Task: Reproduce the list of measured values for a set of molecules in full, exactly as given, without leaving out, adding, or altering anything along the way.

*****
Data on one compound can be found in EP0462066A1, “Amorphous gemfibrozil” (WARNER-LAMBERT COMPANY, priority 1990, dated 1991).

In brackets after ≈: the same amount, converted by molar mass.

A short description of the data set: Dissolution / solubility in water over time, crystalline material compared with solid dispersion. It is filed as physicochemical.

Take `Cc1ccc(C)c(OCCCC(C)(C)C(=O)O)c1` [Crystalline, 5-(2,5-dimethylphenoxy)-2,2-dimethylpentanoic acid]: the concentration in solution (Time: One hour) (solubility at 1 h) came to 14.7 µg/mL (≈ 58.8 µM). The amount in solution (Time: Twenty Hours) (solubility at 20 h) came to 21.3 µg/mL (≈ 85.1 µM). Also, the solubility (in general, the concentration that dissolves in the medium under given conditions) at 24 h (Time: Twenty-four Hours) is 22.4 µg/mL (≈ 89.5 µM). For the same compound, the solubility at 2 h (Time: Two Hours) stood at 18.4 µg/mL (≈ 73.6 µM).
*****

Data on one compound can be found in EP0462066A1, “Amorphous gemfibrozil” (WARNER-LAMBERT COMPANY, priority 1990, dated 1991).

In brackets after ≈: the same amount, converted by molar mass.

A short description of the data set: Dissolution / solubility in water over time, crystalline material compared with solid dispersion. It is filed as physicochemical.

Take `Cc1ccc(C)c(OCCCC(C)(C)C(=O)O)c1` [Crystalline, 5-(2,5-dimethylphenoxy)-2,2-dimethylpentanoic acid]: the concentration in solution (Time: One hour) (solubility at 1 h) came to 14.7 µg/mL (≈ 58.8 µM). The amount in solution (Time: Twenty Hours) (solubility at 20 h) came to 21.3 µg/mL (≈ 85.1 µM). Also, the solubility (in general, the concentration that dissolves in the medium under given conditions) at 24 h (Time: Twenty-four Hours) is 22.4 µg/mL (≈ 89.5 µM). For the same compound, the solubility at 2 h (Time: Two Hours) stood at 18.4 µg/mL (≈ 73.6 µM).